I discovered the info about the super-magical, super-hidden location by reading Amit Singh's explanation of his "hfsdebug" utility. If you want more details see his web site at Amit Singh's hfsdebug utility. It's a very interesting piece of software and will tell you lots of details about HFS+ file systems. It's free and I encourage you to download it and try it out. It's no longer supported but it still works on both Snow Leopard and Leopard - basically any HFS+ supported system. You can't really do any harm with it as it's a "read-only" tool - so it's great to use to look at some details of the filesystem.

One more issue about these "hard links to folders" - once you create one and the super-magical super-secret-hidden folder gets created, it's there for good. Even if you unlink the folder that caused it to be created in the first place, this magic folder stays around. Not sure why, but it definitely does. You can use "hfsdebug" to find this out if you wish to try it out. You can also use "hfsdebug" to find out how many of these "hard links to folders" exist on a drive. For these details refer to Amit's article on the "hfsdebug" utility.

He also has another newer utility that's supported but costs. It's called fileXray and costs $79 for one person on any number of computers in the same household for a personal non-business type license. It has an extensive 173-page User Guide that you can download to see what it can do before you purchase. Unfortunately there is no trial version, so read the manual and check out the web site for more details to see if it can help you out of a jam. Learn all the details about it at their web site - see fileXray web site for more info.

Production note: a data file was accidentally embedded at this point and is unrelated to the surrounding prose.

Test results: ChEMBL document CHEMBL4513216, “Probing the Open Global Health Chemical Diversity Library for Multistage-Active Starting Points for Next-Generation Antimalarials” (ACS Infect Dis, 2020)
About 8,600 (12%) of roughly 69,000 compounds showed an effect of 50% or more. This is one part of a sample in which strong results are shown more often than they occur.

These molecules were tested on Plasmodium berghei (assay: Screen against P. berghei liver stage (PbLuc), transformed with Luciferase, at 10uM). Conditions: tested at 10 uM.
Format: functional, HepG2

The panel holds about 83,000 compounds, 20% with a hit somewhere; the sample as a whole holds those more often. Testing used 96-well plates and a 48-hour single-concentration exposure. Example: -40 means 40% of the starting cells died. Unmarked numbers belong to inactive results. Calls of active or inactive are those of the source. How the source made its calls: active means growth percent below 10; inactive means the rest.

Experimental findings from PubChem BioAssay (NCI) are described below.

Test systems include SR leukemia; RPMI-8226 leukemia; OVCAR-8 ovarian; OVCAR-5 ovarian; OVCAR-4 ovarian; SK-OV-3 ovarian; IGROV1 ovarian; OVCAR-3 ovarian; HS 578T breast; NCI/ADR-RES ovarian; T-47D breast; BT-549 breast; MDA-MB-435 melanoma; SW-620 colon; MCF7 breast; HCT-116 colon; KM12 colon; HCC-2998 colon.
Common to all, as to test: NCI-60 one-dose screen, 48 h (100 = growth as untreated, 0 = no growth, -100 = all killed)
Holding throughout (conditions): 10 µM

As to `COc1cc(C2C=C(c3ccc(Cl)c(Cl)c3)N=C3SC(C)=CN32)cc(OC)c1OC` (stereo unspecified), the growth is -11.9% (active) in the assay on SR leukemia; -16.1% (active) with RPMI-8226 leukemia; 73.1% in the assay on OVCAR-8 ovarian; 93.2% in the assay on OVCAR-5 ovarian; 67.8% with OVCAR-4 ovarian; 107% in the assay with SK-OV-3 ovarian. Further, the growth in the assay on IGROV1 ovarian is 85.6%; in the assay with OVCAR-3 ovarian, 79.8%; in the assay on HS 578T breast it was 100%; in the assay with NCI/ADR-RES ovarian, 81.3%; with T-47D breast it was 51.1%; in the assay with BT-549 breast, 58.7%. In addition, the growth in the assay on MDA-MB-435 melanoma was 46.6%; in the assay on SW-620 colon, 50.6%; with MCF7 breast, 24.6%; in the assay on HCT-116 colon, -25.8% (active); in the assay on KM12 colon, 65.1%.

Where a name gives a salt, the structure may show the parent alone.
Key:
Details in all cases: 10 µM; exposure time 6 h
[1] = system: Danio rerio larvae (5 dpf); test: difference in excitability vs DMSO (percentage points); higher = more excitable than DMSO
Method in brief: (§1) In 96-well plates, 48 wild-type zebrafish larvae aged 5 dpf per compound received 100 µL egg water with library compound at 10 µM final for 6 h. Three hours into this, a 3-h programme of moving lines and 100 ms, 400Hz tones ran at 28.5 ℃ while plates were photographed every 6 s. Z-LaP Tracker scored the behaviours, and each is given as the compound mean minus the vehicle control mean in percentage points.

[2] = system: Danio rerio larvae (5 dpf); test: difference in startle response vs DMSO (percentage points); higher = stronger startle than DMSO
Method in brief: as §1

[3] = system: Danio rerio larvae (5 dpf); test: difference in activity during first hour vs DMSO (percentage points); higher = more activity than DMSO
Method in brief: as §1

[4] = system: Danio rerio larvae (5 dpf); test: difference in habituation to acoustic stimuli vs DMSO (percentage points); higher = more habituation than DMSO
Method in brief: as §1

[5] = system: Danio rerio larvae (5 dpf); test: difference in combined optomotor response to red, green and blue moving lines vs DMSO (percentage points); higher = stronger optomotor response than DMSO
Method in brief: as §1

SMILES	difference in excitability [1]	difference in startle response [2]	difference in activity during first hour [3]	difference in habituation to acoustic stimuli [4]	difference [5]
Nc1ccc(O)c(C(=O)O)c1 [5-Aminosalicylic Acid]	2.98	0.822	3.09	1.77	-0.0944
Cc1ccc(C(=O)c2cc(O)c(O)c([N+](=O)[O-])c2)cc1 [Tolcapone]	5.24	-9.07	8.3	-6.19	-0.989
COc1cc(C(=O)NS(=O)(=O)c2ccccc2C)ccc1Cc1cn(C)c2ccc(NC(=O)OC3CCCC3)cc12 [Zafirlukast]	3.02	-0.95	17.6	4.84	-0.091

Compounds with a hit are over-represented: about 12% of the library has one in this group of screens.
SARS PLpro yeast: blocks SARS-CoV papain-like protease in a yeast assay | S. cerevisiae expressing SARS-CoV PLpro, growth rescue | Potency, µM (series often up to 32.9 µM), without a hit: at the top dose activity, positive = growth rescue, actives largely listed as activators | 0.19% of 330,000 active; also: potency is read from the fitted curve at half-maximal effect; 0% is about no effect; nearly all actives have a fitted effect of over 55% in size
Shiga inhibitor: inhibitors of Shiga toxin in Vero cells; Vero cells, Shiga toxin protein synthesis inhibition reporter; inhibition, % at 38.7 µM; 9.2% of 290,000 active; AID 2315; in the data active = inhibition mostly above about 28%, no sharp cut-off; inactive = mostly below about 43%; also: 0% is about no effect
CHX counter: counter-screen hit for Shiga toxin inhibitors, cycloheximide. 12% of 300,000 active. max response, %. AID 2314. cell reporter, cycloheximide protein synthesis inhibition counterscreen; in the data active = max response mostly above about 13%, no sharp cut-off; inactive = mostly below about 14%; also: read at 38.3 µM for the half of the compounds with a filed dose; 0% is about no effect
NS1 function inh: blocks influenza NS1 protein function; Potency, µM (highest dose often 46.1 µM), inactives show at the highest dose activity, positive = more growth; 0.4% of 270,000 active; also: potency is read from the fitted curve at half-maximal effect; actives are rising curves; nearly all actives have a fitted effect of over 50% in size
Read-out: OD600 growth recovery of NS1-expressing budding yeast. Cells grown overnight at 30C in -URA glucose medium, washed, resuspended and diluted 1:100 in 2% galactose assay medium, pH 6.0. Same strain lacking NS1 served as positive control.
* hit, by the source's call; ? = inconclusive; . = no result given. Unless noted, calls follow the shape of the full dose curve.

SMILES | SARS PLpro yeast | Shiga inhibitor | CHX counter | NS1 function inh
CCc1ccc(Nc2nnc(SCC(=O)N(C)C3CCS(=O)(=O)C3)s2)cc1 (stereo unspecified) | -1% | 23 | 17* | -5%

There are a couple of issues you should be aware of when using these hard links to folders. If the volume that they are created on is mounted to a remote client, there can be significant problems, depending on how they are mounted. If you use AFP to mount the volume to a remote client, there are big problems as any folder that currently has a hard link to it or has ever had one but later removed, will be unable to be used as all the lower level folders (but not files) will be inaccessible from either the Finder or a Terminal window. If you try to do a simple "ls -lR" command, it will fail and give you "ls: xxx: No such file or directory" error messages for all lower level folders. If you use a Finder window to traverse the directory tree of the remote volume, the folders that are in the folder that had or has a hard link to it will simply disappear without any error when you first click on the folder name.